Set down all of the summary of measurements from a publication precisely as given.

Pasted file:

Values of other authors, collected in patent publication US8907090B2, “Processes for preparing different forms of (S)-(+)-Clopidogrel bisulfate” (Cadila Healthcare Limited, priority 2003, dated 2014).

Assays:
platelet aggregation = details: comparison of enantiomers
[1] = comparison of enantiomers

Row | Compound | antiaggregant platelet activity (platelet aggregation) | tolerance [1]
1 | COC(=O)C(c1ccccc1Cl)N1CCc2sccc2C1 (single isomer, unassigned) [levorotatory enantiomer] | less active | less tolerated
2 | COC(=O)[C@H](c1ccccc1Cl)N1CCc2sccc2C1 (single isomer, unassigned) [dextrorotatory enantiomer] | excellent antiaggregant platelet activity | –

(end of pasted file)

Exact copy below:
Values of other authors, collected in patent publication US8907090B2, “Processes for preparing different forms of (S)-(+)-Clopidogrel bisulfate” (Cadila Healthcare Limited, priority 2003, dated 2014).

Assays:
platelet aggregation = details: comparison of enantiomers
[1] = comparison of enantiomers

Row | Compound | antiaggregant platelet activity (platelet aggregation) | tolerance [1]
1 | COC(=O)C(c1ccccc1Cl)N1CCc2sccc2C1 (single isomer, unassigned) [levorotatory enantiomer] | less active | less tolerated
2 | COC(=O)[C@H](c1ccccc1Cl)N1CCc2sccc2C1 (single isomer, unassigned) [dextrorotatory enantiomer] | excellent antiaggregant platelet activity | –